That gift you ordered for your wife’s anniversary? It’s MIA. Try calling customer services and you quite likely face a nightmare of half hour wait times, disruptive global transfers, and repeating your woes with additional frustration to each new representative, not being of much assistance…or sometimes, sadly enough, competence.
Reliability. Rote. It’s precisely that which your consumers expect each time they contact your company — regardless whether that contact regards researching a product, completing a sales transaction, or getting customer service — over all communication channels a company proffers is presumed a pleasant fluidity across the social, electronic, and vocal commerce grids.
Your customers also expect their preferred companies to have a thorough documentation and thus understanding of their past purchase history and prior interactions. Finally, they further expect that each interaction with you will add value to their prior interactions so that, for example, they will not have to repeat themselves to any service agents during transfer or when migrating from one communication channel to another during a multistep interaction.
How many companies can deliver a consistent service experience in the scenario depicted in the lead-in picture? To illustrate, a random individual browsing her typical local community forum notes a particular post discussing vintage jewelry—one of her favorite collectibles. Taking care to study the store named, she then looks up online the business itself and discovers an independently-run store website. The site has “Like” and “Tweet” social media options, wherein visitors, should they appreciate the information and products provided, simply click upon the applications, providing immediate higher visibility status on the web for the business in any given vintage jewelry/jewelry search. Voila! Public Relations reciprocity.
Meanwhile, our customer now emails a customer service agent, having found a certain item she absolutely must have, all while browsing the business’ wares in virtual reality. She is then transferred to a live agent who takes purchase order information in a new, layered screen, already appended to the page, item and order number over which she is ogling…and on goes the transaction. Smooth sailing, with one satisfied customer.
Three fundamental elements are needed to deliver a consistent customer experience across all communication channels at a corporation’s disposal:
- A unified communications model.Companies need to queue, route, and work on every interaction over all communication channels in the same manner, following the company business processes that uphold its brand.
- A unified view of the customer.Each agent needs to have a full view of all interactions that a customer has had over all supported communication channels, so that the agent can build on the information and experience that has already been communicated to the customer.
- Unified knowledge and data. Agents need to have access to the same knowledge and the same data across all communication channels so that they can communicate the same story to their customers.
These three practices are essential should you desire to differentiate yourself from the scores of other businesses that simply do not align their data, agents, and services together into one smoothly streamlined routine their consumers should enjoy as part of the transaction process. Obviously, the smaller a corporation, the easier to streamline this routine.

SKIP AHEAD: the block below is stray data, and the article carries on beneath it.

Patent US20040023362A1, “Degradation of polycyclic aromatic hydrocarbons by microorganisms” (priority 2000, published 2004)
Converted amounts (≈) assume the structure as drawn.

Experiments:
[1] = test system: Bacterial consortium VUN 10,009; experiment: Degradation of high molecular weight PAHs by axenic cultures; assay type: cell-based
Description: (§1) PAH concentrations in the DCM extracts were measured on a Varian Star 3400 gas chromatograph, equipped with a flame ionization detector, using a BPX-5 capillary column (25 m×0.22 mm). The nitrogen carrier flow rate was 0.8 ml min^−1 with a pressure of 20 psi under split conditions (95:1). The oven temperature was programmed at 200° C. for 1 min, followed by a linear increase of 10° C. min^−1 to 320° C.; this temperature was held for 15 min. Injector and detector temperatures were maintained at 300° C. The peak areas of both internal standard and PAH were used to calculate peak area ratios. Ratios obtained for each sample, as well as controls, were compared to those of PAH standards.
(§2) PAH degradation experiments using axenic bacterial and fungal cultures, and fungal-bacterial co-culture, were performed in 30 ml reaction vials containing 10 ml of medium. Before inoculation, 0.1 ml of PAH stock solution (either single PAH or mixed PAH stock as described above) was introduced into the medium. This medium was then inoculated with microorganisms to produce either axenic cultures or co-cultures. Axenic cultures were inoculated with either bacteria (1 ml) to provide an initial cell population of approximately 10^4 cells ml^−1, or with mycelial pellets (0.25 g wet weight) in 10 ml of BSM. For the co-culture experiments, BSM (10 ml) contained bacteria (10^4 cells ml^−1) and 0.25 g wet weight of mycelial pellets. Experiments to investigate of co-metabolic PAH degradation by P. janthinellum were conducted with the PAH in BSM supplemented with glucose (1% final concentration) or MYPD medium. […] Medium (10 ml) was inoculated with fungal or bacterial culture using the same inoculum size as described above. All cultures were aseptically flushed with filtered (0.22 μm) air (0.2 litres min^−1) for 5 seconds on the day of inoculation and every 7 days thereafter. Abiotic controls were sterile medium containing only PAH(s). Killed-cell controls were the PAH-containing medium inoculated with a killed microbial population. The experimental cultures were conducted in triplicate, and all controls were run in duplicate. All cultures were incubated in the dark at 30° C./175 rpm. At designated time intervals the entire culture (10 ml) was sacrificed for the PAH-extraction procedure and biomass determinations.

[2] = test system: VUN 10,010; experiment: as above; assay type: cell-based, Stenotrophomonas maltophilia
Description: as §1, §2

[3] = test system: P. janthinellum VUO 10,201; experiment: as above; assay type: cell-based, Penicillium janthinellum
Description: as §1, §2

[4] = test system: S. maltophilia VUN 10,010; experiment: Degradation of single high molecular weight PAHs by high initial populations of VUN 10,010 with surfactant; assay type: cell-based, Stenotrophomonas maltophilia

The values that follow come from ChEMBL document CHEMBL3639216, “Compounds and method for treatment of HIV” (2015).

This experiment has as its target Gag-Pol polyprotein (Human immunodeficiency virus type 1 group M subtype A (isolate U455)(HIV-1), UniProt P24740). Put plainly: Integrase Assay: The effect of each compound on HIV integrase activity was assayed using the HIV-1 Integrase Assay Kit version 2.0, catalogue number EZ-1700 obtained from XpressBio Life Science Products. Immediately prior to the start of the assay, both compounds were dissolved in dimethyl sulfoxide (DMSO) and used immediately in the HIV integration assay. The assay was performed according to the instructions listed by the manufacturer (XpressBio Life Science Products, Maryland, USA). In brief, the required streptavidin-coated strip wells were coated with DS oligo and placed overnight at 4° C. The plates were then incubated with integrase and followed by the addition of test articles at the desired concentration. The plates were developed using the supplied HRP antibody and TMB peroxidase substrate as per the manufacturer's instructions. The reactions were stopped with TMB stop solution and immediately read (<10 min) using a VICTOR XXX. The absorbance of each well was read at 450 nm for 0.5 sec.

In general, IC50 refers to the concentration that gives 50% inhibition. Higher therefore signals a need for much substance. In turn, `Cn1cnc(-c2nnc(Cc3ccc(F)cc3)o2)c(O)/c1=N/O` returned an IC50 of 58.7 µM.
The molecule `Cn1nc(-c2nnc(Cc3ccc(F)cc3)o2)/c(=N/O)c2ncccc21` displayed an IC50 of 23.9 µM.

However, my own personal belief is that, unfortunately, as a company prevails fiscally, we get lost in the cracks when the finer details of consumer practices come into discussion. Yet, if a business maintains its focus upon the consumer as its number one concern, as well it should, then streamlining the consumer experience will also become a primary goal in its practices, one that keeps its new perusers pleased and the 80 percentile return users happy, even during returns.
Best-of-breed multichannel vendors such as eGain, RightNow, Moxie Software, and KANA Software have been delivering these three elements in robust solutions during the last decade for electronic channel management (e.g., email, chat, and SMS). Such technology provides an incredible step forward from those companies that have historically managed the voice channel independently from electronic channels. This is because the agents fielding electronic interactions are typically organizationally siloed from voice agents, and the core technology is not integrated. However, to deliver on the promise of consistent customer experiences, this model must now be extended to encompass all communication channels: voice, electronic, and social.
These best-of-breed multichannel vendors are extending their models to encompass voice and social channels: unified communications vendors such as Cisco, Genesys, and Avaya are also embracing this model and have developed robust chat and email solutions. These solutions use the same routing and queuing model for voice and electronic interactions. In addition, a single agent desktop allows all of these interactions to be managed in a consistent manner, enhancing productivity as agents no longer have to juggle between disconnected systems to find the information they are looking for.
Solutions now abound and the stuff of top news, astute consumers are now searching for the most integrated businesses to handle their accounts, knowing the struggling commercial economy is hungry for their money, and at this juncture, ought to be savvy enough to fight for it in the most industrious, intellectual, and innovative means available.